Wrong tablets in azathioprine bottle trigger recall

By Gregory Roumeliotis

- Last updated on GMT

Related tags Rheumatoid arthritis

In an incident Roxane Laboratories warns could have
life-threatening consequences, a manufacturing lot of azathioprine
tablets has been recalled in the US and Puerto Rico following the
discovery of methotrexate tablets in one of its bottles.

Although Roxane believes the problem may be limited to a single bottle, which was not dispensed to a patient, the decision was taken to call for a nationwide voluntary recall of the lot 558470A in which the bottle was found based on the severe implications of a wrong pill reaching a patient.

Indeed, if methotrexate 2.5mg tablets are taken in place of azathioprine 50mg tablets in accordance with dosing instructions that may be prescribed for azathioprine, serious toxic effects can occur.

These include decreased resistance to infection, mouth ulcers, reduced blood counts, vomiting, diarrhea, liver, kidney or lung injury.

There have even been recorded cases of death at high doses of Methotrexate, such as might result from a substitution of methotrexate 2.5mg tablets for azathioprine 50mg tablets.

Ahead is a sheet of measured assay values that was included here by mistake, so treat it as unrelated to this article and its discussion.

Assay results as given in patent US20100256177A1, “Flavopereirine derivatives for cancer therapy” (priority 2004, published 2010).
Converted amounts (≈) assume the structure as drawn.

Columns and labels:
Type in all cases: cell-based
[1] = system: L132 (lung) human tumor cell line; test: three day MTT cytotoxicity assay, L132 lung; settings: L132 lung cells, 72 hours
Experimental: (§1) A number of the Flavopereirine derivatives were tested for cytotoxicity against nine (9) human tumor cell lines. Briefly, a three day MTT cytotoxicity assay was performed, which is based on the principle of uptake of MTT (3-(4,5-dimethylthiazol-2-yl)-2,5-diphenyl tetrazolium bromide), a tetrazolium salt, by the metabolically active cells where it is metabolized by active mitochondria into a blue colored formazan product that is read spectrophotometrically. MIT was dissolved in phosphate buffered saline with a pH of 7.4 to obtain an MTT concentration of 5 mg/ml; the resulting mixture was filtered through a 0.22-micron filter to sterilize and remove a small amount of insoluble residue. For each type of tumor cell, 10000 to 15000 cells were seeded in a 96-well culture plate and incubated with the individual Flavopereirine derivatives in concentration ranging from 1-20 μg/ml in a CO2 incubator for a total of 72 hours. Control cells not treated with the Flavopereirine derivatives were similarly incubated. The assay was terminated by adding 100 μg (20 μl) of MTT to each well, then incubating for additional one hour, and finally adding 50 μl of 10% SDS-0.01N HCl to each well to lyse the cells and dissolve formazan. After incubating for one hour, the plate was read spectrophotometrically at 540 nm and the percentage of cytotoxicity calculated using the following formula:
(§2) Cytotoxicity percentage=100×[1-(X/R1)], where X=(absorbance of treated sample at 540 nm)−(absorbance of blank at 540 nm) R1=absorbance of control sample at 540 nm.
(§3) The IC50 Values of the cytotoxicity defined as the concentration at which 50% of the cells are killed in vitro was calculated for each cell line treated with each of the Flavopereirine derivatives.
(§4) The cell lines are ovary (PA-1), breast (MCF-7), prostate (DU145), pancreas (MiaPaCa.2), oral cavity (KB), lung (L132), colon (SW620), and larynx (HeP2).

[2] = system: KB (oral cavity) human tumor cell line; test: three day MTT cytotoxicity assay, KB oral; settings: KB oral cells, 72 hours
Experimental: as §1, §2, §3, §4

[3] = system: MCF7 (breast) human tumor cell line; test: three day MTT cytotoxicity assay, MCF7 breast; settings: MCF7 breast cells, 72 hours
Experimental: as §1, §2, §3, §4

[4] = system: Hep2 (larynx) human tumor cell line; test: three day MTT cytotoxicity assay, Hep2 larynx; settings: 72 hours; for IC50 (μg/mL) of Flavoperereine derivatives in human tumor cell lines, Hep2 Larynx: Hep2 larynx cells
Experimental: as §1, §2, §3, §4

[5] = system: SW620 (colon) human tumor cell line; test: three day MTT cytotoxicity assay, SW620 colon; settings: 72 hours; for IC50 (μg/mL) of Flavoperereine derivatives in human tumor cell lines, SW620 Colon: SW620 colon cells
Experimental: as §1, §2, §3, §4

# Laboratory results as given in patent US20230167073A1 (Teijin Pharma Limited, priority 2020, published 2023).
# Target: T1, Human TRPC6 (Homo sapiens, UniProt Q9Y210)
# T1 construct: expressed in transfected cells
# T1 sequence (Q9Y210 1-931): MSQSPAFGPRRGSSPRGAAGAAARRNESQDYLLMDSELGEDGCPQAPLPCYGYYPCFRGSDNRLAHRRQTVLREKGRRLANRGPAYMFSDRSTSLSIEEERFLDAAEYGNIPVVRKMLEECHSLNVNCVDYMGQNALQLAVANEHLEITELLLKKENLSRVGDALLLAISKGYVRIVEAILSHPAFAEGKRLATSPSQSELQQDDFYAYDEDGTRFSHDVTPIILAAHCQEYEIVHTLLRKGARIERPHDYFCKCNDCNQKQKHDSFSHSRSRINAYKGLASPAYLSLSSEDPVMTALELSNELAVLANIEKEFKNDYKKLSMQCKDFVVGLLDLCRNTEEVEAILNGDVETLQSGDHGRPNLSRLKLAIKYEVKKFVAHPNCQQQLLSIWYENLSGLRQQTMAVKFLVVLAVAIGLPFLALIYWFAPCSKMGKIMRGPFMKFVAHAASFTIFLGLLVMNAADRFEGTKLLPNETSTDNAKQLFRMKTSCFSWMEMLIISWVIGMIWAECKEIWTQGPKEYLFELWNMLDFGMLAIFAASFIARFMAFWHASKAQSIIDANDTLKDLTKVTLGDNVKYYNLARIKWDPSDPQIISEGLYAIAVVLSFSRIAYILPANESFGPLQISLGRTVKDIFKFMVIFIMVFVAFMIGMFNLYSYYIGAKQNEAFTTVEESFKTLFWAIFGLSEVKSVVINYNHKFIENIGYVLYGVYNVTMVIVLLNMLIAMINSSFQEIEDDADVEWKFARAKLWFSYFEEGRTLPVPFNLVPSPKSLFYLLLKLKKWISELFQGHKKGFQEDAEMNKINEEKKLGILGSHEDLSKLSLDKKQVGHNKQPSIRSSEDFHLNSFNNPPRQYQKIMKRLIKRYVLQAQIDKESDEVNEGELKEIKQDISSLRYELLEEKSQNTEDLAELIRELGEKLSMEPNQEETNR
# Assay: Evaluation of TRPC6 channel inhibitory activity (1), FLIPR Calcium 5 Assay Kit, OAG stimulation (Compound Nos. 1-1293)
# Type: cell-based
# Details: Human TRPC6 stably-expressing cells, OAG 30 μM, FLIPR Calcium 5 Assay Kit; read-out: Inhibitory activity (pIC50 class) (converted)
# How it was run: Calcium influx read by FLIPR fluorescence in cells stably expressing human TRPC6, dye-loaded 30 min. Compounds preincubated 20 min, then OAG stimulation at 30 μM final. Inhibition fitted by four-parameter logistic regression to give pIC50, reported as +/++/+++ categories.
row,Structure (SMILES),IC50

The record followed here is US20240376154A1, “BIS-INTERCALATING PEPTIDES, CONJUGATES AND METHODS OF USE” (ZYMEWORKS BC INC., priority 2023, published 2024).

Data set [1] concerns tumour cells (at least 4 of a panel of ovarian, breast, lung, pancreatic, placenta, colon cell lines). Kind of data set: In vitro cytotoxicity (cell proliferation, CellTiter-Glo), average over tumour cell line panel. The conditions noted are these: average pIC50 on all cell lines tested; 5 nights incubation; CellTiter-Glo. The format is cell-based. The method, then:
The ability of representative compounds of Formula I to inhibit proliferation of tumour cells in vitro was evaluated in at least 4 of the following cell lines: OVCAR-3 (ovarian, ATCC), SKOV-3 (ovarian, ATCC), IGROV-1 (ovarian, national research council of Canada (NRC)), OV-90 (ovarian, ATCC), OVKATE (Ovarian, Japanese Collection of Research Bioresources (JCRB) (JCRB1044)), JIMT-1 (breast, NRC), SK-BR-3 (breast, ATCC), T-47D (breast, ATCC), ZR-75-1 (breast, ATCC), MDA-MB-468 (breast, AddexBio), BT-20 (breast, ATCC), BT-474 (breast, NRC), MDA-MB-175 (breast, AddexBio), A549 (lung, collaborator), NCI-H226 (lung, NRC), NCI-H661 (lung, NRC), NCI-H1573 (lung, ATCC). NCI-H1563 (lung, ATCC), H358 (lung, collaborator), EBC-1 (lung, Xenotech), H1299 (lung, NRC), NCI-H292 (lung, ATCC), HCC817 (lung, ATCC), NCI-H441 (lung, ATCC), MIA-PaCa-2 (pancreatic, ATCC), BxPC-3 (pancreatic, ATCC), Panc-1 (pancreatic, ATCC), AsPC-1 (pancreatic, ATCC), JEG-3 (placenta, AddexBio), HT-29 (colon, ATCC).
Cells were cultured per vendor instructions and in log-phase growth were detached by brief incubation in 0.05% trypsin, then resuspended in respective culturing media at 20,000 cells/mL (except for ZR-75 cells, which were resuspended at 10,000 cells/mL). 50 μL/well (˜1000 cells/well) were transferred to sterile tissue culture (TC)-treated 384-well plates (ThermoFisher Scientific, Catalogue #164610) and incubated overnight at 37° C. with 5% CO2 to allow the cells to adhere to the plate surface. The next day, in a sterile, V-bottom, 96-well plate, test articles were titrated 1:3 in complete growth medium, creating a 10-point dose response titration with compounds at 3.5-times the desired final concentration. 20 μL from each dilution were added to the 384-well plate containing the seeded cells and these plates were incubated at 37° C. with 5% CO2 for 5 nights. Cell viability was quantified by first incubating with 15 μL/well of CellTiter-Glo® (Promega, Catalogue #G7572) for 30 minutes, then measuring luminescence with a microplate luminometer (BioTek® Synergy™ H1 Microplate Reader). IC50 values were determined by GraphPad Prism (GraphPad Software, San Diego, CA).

Azathioprine is used to help prevent rejection in kidney transplant patients and can also be used to manage severe rheumatoid arthritis, while methotrexate is used to treat various forms of cancer as well as psoriasis and rheumatoid arthritis.

Both kind of tablets are circular with a tannish coulour but they can be distinguished by the numbers printed on them, with methotrexate tablets marked with the numbers 54 and 323.

No injuries have yet been reported in relation to this incident which is bound to deal a severe blow to Roxane's status as one of America's largest generic manufacturers, losing ground to the branded version of azathioprine in the US - Azasan made by Salix.

Roxane rejected a request by In-PharmaTechnologist.com for information on the errors in the manufacturing process that led to the incident and the circumstances under which the bottle with the wrong pills was discovered on the basis that any details released would harm the investigation the company is conducting with the oversight of the US Food and Drug Administration (FDA).

The incident took place at Roxane's headquarters in Columbus, Ohio, where 800 employees work in a modern 250,000-square-foot laboratory, manufacturing and office complex.

Acquired by Boehringer Ingelheim in 1978, 80 per cent of Roxane's manufacturing is generics, specialising in anticancer and respiratory therapies.

Last month the FDA authorized Roxane to produce a generic liquid concentrate version of Zoloft, the top-selling antidepressant in the United States that has now gone off patent.

An FDA spokeswoman would not comment on the actions the agency is planning to take in response to Roxane's manufacturing mistake.

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